Former Paul Bremer aide Dorrance Smith, in a commentary for the Wall Street Journal, suggests a link between terrorists and US television news networks via Al-Jazeera. His logic is based on a general misunderstanding of how the news media works and the ability to ignore that anyone can buy a video camera these days -- even terrorists.
Mr Smith zeroes in on videos of hostages and terrorist attacks -- notably the recent shoot down of a civilian helicopter and execution of it's sole survivor. The whole thing shot on tape by terrorists who carried out the attack.
He criticizes Al-Jazeera for airing such graphic video in its entirity. But then jumps to the conclusion that they and the terrorists must be in cahoots with US networks because the same video turns up there within minutes:
"In addition to being subsidized by Qatar, Al-Jazeera has very strong partners in the U.S. -- ABC, NBC, CBS, Fox, CNN and MSNBC. Video aired by Al-Jazeera ends up on these networks, sometimes within minutes."
Mr Smith seems to have missed the revolution of videotape -- about forty or fifty years ago. Networks monitor each other, roll tapes on each other, and air competitors' images with proper credits on the screen. Just watch any sportscast and you'll figure it out.
The Tough Call
While he has valid questions about Al-Jazeera's ties to terrorists, simply not airing video shot by terrorists does not make the event that was videotaped go away. Nor does itt make terrorists give up and never launch another attack.
Anyone with a videocamera can shoot anything from tornadoes to car crashes to their terrorist cell's operations. The video does not fuel the act -- merely record it in detail. And if it's newsworthy -- in the eyes of newsmen, not the government -- then it will make air.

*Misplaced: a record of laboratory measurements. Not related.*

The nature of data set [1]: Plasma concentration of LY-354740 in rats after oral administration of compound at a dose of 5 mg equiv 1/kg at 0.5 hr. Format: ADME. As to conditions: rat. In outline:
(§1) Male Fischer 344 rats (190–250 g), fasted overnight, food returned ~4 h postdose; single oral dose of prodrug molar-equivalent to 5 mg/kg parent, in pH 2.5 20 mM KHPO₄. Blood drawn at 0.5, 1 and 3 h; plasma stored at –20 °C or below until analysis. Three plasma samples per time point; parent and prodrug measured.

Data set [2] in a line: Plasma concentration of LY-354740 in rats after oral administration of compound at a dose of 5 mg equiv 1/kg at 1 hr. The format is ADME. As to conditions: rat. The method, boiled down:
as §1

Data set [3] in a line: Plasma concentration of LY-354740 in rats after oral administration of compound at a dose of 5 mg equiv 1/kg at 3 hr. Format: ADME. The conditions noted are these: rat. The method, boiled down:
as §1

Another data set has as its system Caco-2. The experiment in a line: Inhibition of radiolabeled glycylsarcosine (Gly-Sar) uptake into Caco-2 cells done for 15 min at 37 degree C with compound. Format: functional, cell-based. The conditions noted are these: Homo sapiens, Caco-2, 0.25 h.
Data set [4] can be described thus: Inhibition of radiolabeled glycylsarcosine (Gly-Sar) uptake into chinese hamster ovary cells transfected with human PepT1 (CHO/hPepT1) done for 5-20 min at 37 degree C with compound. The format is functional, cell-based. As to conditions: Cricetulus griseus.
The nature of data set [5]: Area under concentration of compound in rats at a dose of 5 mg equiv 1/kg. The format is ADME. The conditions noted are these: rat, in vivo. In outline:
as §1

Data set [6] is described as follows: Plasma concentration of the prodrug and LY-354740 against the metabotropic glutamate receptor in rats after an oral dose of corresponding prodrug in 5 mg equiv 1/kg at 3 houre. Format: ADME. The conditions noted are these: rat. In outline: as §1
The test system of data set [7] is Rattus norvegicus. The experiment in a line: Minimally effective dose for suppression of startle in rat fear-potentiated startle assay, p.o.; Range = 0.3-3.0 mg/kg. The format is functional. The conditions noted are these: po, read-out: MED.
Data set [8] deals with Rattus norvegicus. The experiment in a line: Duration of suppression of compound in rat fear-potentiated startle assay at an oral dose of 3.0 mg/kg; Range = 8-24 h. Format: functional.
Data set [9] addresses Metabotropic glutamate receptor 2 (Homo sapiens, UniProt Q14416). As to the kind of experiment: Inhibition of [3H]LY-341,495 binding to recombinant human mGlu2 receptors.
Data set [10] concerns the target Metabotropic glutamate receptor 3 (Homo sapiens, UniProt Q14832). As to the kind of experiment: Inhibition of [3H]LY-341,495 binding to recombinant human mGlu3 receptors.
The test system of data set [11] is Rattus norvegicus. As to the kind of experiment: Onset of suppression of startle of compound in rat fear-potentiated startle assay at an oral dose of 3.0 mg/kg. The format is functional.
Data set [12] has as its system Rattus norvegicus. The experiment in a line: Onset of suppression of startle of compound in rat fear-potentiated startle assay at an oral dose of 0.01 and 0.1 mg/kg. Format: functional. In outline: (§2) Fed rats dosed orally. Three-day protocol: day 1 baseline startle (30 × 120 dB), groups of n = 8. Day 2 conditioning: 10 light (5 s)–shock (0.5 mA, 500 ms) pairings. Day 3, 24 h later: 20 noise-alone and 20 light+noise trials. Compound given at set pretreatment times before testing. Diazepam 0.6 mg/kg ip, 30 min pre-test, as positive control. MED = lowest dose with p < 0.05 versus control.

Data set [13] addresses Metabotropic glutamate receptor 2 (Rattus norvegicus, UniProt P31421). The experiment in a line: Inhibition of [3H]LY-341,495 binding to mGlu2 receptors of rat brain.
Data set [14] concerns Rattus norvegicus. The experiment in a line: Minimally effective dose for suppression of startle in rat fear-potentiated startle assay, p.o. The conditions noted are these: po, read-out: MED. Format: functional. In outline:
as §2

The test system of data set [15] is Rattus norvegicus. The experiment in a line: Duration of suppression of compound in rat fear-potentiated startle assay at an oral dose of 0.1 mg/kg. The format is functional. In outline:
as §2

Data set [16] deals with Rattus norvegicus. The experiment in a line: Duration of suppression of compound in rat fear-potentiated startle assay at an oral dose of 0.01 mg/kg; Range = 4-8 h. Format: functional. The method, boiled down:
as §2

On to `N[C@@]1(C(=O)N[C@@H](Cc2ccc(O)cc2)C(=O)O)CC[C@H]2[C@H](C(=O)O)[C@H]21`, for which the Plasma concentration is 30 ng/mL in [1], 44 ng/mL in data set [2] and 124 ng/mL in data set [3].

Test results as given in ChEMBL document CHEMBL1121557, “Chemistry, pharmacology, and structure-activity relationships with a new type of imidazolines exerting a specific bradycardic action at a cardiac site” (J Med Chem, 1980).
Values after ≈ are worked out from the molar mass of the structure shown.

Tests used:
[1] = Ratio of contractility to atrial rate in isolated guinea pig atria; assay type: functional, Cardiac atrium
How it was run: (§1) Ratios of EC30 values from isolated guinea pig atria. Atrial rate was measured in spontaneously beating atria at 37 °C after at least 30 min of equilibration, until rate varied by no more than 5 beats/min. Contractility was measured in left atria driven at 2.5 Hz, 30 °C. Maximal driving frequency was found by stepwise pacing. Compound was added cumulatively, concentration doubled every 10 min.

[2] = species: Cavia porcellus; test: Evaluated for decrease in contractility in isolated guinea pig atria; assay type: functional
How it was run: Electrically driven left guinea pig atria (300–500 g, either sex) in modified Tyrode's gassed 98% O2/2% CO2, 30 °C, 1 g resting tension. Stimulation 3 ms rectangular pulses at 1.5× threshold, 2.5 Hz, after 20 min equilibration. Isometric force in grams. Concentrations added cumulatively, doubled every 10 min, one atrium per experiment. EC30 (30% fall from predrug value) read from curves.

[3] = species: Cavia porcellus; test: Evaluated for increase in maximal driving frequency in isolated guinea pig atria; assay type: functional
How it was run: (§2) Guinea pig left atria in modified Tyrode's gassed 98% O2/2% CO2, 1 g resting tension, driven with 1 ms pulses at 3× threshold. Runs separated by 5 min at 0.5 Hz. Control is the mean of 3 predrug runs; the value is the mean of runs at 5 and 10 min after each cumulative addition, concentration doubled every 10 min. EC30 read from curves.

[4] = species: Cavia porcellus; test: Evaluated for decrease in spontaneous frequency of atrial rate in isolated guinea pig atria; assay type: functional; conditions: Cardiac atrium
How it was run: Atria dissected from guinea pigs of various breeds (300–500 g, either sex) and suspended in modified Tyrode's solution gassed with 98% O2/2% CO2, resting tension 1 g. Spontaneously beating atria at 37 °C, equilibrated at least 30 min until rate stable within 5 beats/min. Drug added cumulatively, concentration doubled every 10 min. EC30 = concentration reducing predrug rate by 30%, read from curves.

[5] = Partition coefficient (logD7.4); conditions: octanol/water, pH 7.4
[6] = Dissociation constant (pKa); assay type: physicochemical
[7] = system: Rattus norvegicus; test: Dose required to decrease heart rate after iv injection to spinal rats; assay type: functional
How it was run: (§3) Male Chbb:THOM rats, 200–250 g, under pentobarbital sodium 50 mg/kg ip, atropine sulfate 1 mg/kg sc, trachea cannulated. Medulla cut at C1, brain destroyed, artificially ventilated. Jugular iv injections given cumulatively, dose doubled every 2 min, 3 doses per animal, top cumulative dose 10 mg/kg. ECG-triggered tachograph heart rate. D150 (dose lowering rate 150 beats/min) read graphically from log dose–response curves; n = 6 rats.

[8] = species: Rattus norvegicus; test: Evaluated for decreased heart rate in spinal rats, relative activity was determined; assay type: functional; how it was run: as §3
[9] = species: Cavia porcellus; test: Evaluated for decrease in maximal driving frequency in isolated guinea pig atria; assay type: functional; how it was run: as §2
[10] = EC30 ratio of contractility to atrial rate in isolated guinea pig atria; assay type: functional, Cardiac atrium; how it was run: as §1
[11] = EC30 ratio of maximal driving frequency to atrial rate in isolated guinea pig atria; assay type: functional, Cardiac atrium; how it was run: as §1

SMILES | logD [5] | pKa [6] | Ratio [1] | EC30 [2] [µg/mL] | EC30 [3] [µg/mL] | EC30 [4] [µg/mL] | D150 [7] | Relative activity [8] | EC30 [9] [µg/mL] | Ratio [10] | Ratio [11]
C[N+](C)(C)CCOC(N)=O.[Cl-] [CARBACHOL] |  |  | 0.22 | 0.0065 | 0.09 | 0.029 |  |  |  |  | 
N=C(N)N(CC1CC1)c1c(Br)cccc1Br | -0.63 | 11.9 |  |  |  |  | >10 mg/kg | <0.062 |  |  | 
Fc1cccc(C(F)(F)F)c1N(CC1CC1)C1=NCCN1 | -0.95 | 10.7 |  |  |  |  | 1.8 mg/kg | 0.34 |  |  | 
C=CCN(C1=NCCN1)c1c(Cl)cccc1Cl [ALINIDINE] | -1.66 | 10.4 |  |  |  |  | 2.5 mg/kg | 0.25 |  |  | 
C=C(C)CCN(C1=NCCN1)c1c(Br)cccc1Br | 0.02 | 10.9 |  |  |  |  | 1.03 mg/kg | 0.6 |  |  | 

While there are ethical questions in airing any such video, Mr Smith suggests there's a blanket issue of "aiding and abetting the enemy" by airing all such video. That's debatable, since it's easy to argue that these kinds of images have had more of an impact of rallying the homeland than aiding the enemy.
The Ostrich Approach
But his call on the networks to ban video simply because it was shot by terrorists is confusing. Should the History Channel not use any combat footage from German cameras to tell the story of World War II -- simply because the bad guys shot it?
More accurately, Mr Smith's opinion reflects the current Washington attitude of sweeping things under the carpet for political reasons.
This "out of sight, out of mind attitutude" is rampant in Washington. You can see it in the Bush administration's decision to scuttle State Department terrorism assessments after they showed an increase in terrorist attacks. Or Washington's sudden passion for classifying everything down to phone books as "sensitive" or "secret" information.
Truth is the First Casualty in War, Its Aid Station is the Fourth Estate
War is dirty and bloody and messy and the media should never be hamstrung to the point of hiding the true nature of war. The American people deserve to know -- good or bad -- what mess they're in.
As difficult as it is to watch -- even with the most graphic portions edited -- video can be the fairest depiction of the truth you'll find. Keeping that truth intact in the editing process is the duty of a strong, aggressive, and free press. It must never be the job of a government with a stake in what the people know and don't know.
But for the life of me, I can't figure out Mr Smith's argument that terrorist-shot video of a crash survivor forced to walk on a broken leg and then executed on the spot provokes any sympathy for terrorists.
It only fuels the resolve against such inhuman behavior. (Watching Washington)
[Crossposted at BlogCritics.org]